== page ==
Here is A VERY GRIEVOUS SIN. “My people have forgotten me days without number.” Observe whom they had forgotten: it will help us to see the sin of it. The Lord saith, “My people have forgotten me.” Not strangers, not heathen, not those who have only heard of Me but have never known Me; but “My people.” That is to say, a people not only chosen and redeemed, but brought to know Him, brought into fellowship with Him, brought into relationship with Him, brought absolutely into union with Him,— “they have forgotten Me.” He has redeemed them from among men by the matchless price of His only begotten Son’s life. Other nations, having set up their false gods, did not forget them, but, with blind pertinacity of devotion, they bowed before them; but My people have forgotten their God, the only God, the living and true God. Oh, sad ingratitude!
Observe sadly the space in which they had forgotten: in the case of Israel, it is added, “days without number.” Ah me! I hope it has not come to that with any of us here present; and yet it may; it may. I may be touching a chord now which shall awaken the saddest memories. “Days without number.” How long is it, friend, since you were in the habit of walking with God? How long is it since you have seen the face of the Well-Beloved?
I ventured to put that question once to a professor, and, shaking his head, he replied, “Don’t ask me that: How long since I have had fellowship with Christ, I cannot— I dare not— answer you.” Yet I venture to press the question, and I hope the answer will not be, “I have forgotten him days without number.” You see the sin lies in this, that we should forget God, and do it “days without number.”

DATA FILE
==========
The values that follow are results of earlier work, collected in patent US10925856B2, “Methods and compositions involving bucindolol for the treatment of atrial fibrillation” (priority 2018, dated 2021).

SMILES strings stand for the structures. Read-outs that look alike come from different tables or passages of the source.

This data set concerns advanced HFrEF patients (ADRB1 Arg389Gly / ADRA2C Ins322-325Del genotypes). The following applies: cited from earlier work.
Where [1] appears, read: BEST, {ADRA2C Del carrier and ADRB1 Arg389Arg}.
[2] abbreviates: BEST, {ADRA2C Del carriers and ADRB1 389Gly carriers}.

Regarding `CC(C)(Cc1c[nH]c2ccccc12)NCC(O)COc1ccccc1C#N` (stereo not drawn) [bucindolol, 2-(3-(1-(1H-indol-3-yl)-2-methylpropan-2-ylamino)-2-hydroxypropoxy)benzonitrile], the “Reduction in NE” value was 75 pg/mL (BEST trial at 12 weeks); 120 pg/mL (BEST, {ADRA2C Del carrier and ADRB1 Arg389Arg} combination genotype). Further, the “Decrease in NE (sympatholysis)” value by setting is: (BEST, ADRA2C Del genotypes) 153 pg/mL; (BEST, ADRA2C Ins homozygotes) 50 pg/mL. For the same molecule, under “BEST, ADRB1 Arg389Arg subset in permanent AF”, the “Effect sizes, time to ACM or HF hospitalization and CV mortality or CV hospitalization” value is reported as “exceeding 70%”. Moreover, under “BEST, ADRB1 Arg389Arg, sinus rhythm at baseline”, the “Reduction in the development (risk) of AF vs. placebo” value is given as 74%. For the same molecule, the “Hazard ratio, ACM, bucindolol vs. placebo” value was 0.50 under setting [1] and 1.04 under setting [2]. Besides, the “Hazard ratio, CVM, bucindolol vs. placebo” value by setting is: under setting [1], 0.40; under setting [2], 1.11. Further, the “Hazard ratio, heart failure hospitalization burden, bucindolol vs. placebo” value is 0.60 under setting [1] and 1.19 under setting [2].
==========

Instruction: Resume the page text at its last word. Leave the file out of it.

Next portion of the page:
How is God forgotten?
Some professors evidently forget God by their worldliness. They prospered, and as they prospered they became less and less attentive to divine things, and turned aside from the Truth of God, and their children have grown up to be utter worldlings. Their souls have been starved to very skeletons, for they have not fed upon the things of God. Some now seem to have no religion whatever; they mix up with worldly people, and seem quite happy with them.
Some have forgotten God by self-seeking. They live unto themselves. Once they seemed to have a zeal for God, now their zeal is entirely to push their own way, anything and everything except the glory of God and the love of souls. And yet they profess to be God’s people even now. True is the lament, “My people have forgotten me.”
Some, too, show that they forget God by the failure of their trust. They are in trouble, and they are very anxious. Why? Because they have forgotten God, though He has promised to help them. They are wondering what is to become of them, looking all about them with the greatest amount of carking care. They are fretting and worrying, they are troubled and cast down, because they have forgotten God. You can do this in your daily concerns, until you may act as if God Himself were dead. It is sad indeed when a Christian acts upon atheistic principles, and despairs as if he had no God to succour him. Ah me, what evils come to men when they have forgotten God!